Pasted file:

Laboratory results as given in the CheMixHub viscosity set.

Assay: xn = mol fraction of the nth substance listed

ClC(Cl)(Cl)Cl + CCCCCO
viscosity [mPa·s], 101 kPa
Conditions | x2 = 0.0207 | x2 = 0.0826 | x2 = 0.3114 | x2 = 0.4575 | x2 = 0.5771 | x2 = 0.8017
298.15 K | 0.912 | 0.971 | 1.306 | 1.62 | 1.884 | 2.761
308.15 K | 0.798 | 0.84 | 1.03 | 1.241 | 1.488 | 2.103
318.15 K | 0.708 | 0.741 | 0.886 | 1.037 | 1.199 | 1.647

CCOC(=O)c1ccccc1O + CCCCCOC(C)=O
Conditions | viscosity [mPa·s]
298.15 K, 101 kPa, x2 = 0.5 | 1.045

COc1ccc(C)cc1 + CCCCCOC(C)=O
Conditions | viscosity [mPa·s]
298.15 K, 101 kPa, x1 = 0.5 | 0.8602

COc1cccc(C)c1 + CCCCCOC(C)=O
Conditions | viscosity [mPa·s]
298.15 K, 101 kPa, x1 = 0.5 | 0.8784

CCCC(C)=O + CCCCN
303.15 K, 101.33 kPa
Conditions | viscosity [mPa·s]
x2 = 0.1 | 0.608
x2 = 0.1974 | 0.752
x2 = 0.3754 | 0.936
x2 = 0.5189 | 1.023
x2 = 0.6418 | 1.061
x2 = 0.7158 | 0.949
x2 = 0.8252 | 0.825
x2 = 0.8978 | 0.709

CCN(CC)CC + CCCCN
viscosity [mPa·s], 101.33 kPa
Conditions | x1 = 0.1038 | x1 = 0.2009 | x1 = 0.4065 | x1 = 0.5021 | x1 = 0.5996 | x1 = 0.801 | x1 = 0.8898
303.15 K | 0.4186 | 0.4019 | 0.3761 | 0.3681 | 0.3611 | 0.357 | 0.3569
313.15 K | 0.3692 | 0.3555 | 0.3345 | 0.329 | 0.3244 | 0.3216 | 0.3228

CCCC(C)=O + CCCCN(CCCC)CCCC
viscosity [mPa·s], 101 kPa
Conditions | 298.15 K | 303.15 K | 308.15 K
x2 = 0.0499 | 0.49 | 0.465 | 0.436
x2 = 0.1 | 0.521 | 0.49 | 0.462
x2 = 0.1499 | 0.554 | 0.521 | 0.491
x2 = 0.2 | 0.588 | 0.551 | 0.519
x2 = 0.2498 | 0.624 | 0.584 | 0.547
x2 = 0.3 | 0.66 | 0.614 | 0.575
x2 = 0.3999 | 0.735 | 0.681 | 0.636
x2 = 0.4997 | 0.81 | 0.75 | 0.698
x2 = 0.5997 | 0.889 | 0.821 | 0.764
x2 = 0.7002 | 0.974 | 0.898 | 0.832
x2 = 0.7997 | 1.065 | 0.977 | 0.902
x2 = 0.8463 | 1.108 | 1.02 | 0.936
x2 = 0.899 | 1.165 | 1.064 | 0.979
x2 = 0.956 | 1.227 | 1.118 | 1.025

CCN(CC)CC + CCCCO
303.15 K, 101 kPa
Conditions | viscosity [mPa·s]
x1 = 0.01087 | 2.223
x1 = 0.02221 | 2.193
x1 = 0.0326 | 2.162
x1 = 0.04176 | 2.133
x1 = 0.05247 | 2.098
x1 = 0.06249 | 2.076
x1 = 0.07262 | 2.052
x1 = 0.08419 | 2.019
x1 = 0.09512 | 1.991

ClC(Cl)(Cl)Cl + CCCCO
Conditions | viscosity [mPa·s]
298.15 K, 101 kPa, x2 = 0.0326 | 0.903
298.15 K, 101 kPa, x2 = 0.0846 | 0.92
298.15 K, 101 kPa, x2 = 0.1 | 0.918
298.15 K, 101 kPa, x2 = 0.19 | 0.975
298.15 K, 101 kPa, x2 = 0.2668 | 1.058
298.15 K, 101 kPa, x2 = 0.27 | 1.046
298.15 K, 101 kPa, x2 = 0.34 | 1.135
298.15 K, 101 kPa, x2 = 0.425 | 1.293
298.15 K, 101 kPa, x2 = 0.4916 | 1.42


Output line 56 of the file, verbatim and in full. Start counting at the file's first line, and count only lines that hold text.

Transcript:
x1 = 0.0326 | 2.162